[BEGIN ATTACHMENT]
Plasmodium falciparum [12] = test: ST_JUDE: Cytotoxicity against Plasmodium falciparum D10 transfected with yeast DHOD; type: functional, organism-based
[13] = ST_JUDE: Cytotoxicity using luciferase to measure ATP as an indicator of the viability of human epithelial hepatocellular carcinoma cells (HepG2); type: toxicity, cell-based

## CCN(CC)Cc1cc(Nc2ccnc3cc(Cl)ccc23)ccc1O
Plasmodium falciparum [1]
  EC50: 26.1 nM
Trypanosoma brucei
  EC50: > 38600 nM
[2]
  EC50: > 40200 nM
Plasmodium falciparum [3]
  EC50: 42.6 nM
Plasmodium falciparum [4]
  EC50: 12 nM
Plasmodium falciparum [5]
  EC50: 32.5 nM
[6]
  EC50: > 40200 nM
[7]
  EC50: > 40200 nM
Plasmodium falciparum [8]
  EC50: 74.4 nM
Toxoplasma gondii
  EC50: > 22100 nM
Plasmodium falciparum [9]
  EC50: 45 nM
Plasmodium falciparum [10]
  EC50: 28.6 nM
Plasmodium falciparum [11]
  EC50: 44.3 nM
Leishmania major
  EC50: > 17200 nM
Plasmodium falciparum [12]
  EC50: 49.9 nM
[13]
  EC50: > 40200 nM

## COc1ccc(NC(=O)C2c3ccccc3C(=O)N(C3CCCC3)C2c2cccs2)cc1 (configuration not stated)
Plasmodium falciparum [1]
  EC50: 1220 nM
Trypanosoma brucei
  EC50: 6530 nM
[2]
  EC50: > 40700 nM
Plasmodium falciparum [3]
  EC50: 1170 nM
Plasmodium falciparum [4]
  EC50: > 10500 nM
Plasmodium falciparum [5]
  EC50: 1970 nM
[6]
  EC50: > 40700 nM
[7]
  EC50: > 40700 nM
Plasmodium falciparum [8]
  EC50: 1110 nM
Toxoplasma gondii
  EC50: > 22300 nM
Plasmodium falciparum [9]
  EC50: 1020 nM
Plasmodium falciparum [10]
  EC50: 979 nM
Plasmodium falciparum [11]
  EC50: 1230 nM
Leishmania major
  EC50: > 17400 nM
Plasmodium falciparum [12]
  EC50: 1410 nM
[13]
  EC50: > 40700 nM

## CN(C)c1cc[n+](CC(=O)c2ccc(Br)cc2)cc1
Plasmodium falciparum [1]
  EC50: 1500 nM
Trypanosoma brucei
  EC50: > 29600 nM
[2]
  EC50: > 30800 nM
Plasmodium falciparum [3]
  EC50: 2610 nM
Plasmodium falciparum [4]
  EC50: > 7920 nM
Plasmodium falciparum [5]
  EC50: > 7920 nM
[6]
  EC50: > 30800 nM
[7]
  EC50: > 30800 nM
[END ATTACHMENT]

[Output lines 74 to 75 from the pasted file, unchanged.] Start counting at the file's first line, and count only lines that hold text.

[2]
  EC50: > 30800 nM